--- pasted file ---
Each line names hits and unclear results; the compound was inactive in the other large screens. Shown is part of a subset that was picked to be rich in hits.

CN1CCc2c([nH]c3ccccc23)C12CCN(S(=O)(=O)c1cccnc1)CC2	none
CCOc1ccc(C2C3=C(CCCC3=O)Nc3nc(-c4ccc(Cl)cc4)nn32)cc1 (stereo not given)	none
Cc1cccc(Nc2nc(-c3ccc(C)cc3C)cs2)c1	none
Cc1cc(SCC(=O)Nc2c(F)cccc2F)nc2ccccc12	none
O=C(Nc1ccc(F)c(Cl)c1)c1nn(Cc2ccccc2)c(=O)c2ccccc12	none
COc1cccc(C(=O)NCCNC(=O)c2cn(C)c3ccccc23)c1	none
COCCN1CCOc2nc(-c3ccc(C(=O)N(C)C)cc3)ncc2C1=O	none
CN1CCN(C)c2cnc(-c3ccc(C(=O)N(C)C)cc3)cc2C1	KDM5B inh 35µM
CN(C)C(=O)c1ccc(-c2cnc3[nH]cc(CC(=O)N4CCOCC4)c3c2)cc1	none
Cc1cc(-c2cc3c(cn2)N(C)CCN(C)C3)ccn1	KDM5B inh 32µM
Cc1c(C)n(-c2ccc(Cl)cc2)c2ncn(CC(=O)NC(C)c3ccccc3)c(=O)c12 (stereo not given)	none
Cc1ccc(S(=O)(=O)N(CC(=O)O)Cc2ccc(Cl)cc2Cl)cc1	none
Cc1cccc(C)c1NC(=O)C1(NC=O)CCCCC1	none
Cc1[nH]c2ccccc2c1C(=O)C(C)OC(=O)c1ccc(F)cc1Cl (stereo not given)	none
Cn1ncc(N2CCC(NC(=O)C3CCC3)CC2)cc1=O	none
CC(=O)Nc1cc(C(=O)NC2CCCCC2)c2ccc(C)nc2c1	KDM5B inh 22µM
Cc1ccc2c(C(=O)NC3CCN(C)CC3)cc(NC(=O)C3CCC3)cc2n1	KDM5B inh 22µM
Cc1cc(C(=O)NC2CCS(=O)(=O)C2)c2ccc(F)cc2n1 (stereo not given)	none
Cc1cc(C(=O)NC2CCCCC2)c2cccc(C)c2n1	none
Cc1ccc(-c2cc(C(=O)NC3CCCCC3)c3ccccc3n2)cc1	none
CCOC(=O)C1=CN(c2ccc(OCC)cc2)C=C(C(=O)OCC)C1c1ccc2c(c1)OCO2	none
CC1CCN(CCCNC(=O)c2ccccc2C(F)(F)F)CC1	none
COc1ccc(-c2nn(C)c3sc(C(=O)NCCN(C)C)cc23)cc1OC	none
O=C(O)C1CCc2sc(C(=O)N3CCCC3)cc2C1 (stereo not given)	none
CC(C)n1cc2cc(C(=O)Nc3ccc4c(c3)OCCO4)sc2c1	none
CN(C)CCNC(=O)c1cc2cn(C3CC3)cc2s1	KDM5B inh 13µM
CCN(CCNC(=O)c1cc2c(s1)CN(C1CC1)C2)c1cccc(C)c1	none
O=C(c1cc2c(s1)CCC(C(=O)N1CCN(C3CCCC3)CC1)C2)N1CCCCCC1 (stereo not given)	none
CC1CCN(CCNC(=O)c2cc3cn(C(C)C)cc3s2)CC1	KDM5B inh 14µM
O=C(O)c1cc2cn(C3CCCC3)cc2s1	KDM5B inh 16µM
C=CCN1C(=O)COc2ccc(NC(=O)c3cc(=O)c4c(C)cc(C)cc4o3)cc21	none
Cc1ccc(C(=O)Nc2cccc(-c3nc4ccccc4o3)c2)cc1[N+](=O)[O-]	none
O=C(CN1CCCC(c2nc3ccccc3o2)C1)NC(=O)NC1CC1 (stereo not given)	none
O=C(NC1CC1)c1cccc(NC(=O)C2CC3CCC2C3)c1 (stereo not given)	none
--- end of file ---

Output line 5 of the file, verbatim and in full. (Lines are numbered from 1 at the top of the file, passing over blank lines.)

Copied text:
Cc1cc(SCC(=O)Nc2c(F)cccc2F)nc2ccccc12	none